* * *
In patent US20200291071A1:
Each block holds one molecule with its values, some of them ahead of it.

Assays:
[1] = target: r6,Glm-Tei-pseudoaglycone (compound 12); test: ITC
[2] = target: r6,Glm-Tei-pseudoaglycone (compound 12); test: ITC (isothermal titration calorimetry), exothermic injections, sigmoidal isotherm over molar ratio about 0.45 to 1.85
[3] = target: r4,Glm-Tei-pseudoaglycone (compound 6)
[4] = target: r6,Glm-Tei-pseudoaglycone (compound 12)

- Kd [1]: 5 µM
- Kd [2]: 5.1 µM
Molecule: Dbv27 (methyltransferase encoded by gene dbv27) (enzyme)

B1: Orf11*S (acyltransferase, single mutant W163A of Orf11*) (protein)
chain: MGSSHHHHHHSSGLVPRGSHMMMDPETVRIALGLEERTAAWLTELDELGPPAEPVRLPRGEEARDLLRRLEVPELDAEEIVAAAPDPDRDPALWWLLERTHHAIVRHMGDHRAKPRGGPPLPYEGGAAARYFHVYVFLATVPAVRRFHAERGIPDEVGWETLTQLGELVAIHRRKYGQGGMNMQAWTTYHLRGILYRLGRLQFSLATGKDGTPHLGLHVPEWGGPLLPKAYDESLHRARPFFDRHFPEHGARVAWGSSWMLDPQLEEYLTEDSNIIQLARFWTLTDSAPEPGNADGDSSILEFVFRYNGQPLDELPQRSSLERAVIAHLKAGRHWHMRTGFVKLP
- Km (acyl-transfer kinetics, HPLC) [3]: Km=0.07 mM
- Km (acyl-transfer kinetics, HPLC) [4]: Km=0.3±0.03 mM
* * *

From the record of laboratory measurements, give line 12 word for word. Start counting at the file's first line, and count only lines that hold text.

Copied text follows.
chain: MGSSHHHHHHSSGLVPRGSHMMMDPETVRIALGLEERTAAWLTELDELGPPAEPVRLPRGEEARDLLRRLEVPELDAEEIVAAAPDPDRDPALWWLLERTHHAIVRHMGDHRAKPRGGPPLPYEGGAAARYFHVYVFLATVPAVRRFHAERGIPDEVGWETLTQLGELVAIHRRKYGQGGMNMQAWTTYHLRGILYRLGRLQFSLATGKDGTPHLGLHVPEWGGPLLPKAYDESLHRARPFFDRHFPEHGARVAWGSSWMLDPQLEEYLTEDSNIIQLARFWTLTDSAPEPGNADGDSSILEFVFRYNGQPLDELPQRSSLERAVIAHLKAGRHWHMRTGFVKLP